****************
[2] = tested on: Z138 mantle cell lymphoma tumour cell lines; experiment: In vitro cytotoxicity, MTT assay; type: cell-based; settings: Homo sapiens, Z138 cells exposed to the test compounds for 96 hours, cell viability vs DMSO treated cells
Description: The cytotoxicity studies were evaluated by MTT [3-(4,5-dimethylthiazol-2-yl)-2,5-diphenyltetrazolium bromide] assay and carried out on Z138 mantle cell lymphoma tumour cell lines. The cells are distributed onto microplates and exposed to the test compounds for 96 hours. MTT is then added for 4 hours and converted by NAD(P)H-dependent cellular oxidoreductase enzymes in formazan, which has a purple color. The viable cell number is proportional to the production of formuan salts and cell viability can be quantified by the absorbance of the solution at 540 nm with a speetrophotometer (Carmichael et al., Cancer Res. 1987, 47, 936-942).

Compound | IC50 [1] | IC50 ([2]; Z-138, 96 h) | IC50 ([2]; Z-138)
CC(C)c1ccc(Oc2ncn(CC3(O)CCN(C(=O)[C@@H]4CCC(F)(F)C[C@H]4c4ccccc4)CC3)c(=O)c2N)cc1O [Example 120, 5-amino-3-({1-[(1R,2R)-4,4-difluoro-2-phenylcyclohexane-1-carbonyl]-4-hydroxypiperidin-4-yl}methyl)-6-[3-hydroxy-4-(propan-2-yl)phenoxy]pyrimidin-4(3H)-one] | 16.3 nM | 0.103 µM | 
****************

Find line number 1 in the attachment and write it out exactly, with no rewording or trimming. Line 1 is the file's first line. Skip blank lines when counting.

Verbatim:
[2] = tested on: Z138 mantle cell lymphoma tumour cell lines; experiment: In vitro cytotoxicity, MTT assay; type: cell-based; settings: Homo sapiens, Z138 cells exposed to the test compounds for 96 hours, cell viability vs DMSO treated cells